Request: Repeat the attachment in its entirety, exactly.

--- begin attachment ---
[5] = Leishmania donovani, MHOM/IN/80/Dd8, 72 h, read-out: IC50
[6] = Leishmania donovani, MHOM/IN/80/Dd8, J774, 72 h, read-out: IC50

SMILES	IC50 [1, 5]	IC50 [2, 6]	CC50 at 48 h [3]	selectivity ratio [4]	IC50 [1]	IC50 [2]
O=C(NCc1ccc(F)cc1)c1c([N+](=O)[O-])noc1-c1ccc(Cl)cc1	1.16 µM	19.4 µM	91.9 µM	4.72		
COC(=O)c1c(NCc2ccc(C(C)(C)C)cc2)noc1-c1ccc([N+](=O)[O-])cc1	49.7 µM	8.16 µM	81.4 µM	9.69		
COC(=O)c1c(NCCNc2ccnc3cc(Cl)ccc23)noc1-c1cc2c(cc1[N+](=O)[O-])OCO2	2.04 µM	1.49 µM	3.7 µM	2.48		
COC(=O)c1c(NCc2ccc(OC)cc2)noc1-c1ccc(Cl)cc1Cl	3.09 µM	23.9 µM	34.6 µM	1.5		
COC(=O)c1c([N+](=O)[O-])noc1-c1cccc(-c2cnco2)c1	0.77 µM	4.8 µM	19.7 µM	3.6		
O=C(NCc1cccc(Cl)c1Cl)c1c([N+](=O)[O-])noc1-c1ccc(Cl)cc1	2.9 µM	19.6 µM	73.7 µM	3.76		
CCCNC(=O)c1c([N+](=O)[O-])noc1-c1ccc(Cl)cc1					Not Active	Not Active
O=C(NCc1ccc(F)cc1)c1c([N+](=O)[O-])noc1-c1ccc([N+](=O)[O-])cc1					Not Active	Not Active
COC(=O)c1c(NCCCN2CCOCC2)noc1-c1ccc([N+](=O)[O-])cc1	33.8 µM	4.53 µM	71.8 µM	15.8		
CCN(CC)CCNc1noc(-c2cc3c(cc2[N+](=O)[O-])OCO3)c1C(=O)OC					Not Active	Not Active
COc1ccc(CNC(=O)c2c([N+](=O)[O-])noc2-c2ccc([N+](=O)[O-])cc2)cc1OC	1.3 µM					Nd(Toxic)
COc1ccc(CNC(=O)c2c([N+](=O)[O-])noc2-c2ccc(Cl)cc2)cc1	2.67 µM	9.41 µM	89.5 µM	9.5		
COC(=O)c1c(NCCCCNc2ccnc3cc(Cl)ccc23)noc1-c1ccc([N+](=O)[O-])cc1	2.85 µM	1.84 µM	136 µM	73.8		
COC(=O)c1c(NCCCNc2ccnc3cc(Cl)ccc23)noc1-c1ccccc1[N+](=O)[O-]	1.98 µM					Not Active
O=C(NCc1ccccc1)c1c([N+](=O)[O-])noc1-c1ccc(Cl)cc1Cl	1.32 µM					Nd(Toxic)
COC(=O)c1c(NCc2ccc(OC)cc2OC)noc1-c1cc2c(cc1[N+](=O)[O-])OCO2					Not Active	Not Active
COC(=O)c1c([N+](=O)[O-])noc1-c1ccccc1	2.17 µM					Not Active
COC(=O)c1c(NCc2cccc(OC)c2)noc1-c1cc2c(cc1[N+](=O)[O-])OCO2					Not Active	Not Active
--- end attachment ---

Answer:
[5] = Leishmania donovani, MHOM/IN/80/Dd8, 72 h, read-out: IC50
[6] = Leishmania donovani, MHOM/IN/80/Dd8, J774, 72 h, read-out: IC50

SMILES	IC50 [1, 5]	IC50 [2, 6]	CC50 at 48 h [3]	selectivity ratio [4]	IC50 [1]	IC50 [2]
O=C(NCc1ccc(F)cc1)c1c([N+](=O)[O-])noc1-c1ccc(Cl)cc1	1.16 µM	19.4 µM	91.9 µM	4.72		
COC(=O)c1c(NCc2ccc(C(C)(C)C)cc2)noc1-c1ccc([N+](=O)[O-])cc1	49.7 µM	8.16 µM	81.4 µM	9.69		
COC(=O)c1c(NCCNc2ccnc3cc(Cl)ccc23)noc1-c1cc2c(cc1[N+](=O)[O-])OCO2	2.04 µM	1.49 µM	3.7 µM	2.48		
COC(=O)c1c(NCc2ccc(OC)cc2)noc1-c1ccc(Cl)cc1Cl	3.09 µM	23.9 µM	34.6 µM	1.5		
COC(=O)c1c([N+](=O)[O-])noc1-c1cccc(-c2cnco2)c1	0.77 µM	4.8 µM	19.7 µM	3.6		
O=C(NCc1cccc(Cl)c1Cl)c1c([N+](=O)[O-])noc1-c1ccc(Cl)cc1	2.9 µM	19.6 µM	73.7 µM	3.76		
CCCNC(=O)c1c([N+](=O)[O-])noc1-c1ccc(Cl)cc1					Not Active	Not Active
O=C(NCc1ccc(F)cc1)c1c([N+](=O)[O-])noc1-c1ccc([N+](=O)[O-])cc1					Not Active	Not Active
COC(=O)c1c(NCCCN2CCOCC2)noc1-c1ccc([N+](=O)[O-])cc1	33.8 µM	4.53 µM	71.8 µM	15.8		
CCN(CC)CCNc1noc(-c2cc3c(cc2[N+](=O)[O-])OCO3)c1C(=O)OC					Not Active	Not Active
COc1ccc(CNC(=O)c2c([N+](=O)[O-])noc2-c2ccc([N+](=O)[O-])cc2)cc1OC	1.3 µM					Nd(Toxic)
COc1ccc(CNC(=O)c2c([N+](=O)[O-])noc2-c2ccc(Cl)cc2)cc1	2.67 µM	9.41 µM	89.5 µM	9.5		
COC(=O)c1c(NCCCCNc2ccnc3cc(Cl)ccc23)noc1-c1ccc([N+](=O)[O-])cc1	2.85 µM	1.84 µM	136 µM	73.8		
COC(=O)c1c(NCCCNc2ccnc3cc(Cl)ccc23)noc1-c1ccccc1[N+](=O)[O-]	1.98 µM					Not Active
O=C(NCc1ccccc1)c1c([N+](=O)[O-])noc1-c1ccc(Cl)cc1Cl	1.32 µM					Nd(Toxic)
COC(=O)c1c(NCc2ccc(OC)cc2OC)noc1-c1cc2c(cc1[N+](=O)[O-])OCO2					Not Active	Not Active
COC(=O)c1c([N+](=O)[O-])noc1-c1ccccc1	2.17 µM					Not Active
COC(=O)c1c(NCc2cccc(OC)c2)noc1-c1cc2c(cc1[N+](=O)[O-])OCO2					Not Active	Not Active